How Shame is Secretly Affecting All of Us with Dr. Curt Thompson

Dr Curt Thompson+Shame+Jennie Allen+Podcast+Friendship+Isolation+Christian Women

This week on the podcast I interviewed Dr. Curt Thompson. Curt is an author, a speaker, and a psychiatrist. He's the founder of Being Known center, an organization that develops resources to educate and train leaders about the intersection between interpersonal neurobiology, Christian spiritual formation and vocational creativity. He has written two books, The Anatomy of the Soul and The Soul of Shame: Retelling the Stories We Believe About Ourselves. We’ve included some key points from the podcast below, but make sure to listen and hear the full episode!


What does Paul say about the mind? 

Paul tells us to think on true, honorable, just, pure, lovely, commendable, etc. (Philippians 4:8) but what does it actually mean to think on those things? It means to consider it. To be present with it. It means to allow yourself to feel the presence of beauty. It is to direct your attention to these things. Part of our problem is we want to be able to just do it logically and linearly. But taking in beauty requires our emotions.

Thinking logically and linearly isn’t the enemy, but we also need to bring in emotions and feelings. Some of us who are linear, logical thinkers don’t find much value in emotions. 


There are things about our emotional lives that we work very hard to not pay attention to and then we burn lots of energy regulating those afflicting emotions pretty non-consciously. And because we’re not aware that we’re doing it, we’re burning all this energy and wondering then why am I so tired? Why am I so irritable? Why do I have such a hard time being patient with my kids? It’s not helpful to say “think on these things” to that person.  

The problem is not that we  don't know logically or literally that it's not a good thing to be impatient with our kids. The problem is that the part of us that is driving our impatience is our emotional state, but we are not accessing that area. 

In that sense we’re not taking that part of our minds captive because we don't even know it's in play.

When we ask someone, what do you feel, we help them expand their awareness of the parts of their mind that are in play. The person who feels so overwhelmed in the first place now senses that they are not alone in the process.

It is in our being connected to others that we have the courage to make the different choices that we really want to make.

We can do that now, not because we now know what the right thing is to do, but because we feel safe enough and courageous enough and confident enough to do it precisely because we are not alone in our anguish. 


This is what atonement in part is all about. The English word atonement comes from “at one ment”. This notion that on Good Friday, God is as “at one with us” as he possibly could be. Stripped naked and put to death on a cross. The beautiful thing about it is God comes and he joins us in that space. On Easter, something beyond our imagination happens because God takes Jesus, raises him, and we being in him are also raised. This is what we do when we come to our friends and neighbors and enemies in their shame and say, “I will not leave you alone with this. I'm going to be present with you.”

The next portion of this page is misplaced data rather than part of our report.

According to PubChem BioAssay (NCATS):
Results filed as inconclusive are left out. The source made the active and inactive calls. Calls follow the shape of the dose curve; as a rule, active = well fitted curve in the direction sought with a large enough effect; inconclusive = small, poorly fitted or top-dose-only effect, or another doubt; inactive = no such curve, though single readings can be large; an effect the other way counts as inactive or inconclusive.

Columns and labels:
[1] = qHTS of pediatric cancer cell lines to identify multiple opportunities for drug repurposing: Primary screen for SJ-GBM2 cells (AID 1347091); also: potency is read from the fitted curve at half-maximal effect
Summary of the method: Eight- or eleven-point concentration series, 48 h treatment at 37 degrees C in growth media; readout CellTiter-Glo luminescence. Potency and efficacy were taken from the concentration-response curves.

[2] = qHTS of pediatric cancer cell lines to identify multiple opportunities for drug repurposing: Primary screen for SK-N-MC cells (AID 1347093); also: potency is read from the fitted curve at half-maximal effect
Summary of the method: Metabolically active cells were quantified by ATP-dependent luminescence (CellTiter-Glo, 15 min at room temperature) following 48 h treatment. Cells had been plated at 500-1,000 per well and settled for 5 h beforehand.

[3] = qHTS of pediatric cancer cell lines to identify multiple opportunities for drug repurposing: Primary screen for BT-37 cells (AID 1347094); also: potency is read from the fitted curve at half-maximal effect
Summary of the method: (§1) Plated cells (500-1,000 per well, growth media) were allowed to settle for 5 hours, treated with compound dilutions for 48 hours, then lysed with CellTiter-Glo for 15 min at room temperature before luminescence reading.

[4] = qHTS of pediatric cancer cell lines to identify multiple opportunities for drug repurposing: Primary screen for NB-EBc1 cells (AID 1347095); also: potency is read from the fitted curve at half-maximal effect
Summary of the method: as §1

The sense of shame that keeps us from wanting to be open with people finding us is primarily a thing we feel before it is a thing that we think.

Shame is something we feel first, and then has huge implications on our brain and thoughts. 


Evil starts the conversation with a woman first by making sure with the woman. At the very beginning there is a sense that this conversation is intended to isolate her.

Isolation is one of shame’s primary neurophysiological features. 

When we are alone and isolated, we are left to figure out the meaning of the story shame is telling me. Evil doesn’t come to us in explicit, logical, linear thought. He gives us a bit of information and leaves us to spiral.

Everyone can sense shame. Children can sense this as early as 15 to 18 months of age. The turning away of the eye, the downcast gaze, the turning away of the shoulders. We do not need our thinking brain to experience shame. We sense it. 

For example, if I grew up in a house where every time I bring my best work to my dad or my mom, they say, “I know it's a 92% but where's the other 8%?” At some point that felt sense is going to have to be translated by me into a message. It's a message that says, I'm not working hard enough. I'm not a smart enough person. I'm not a good enough student. I'm not enough in some way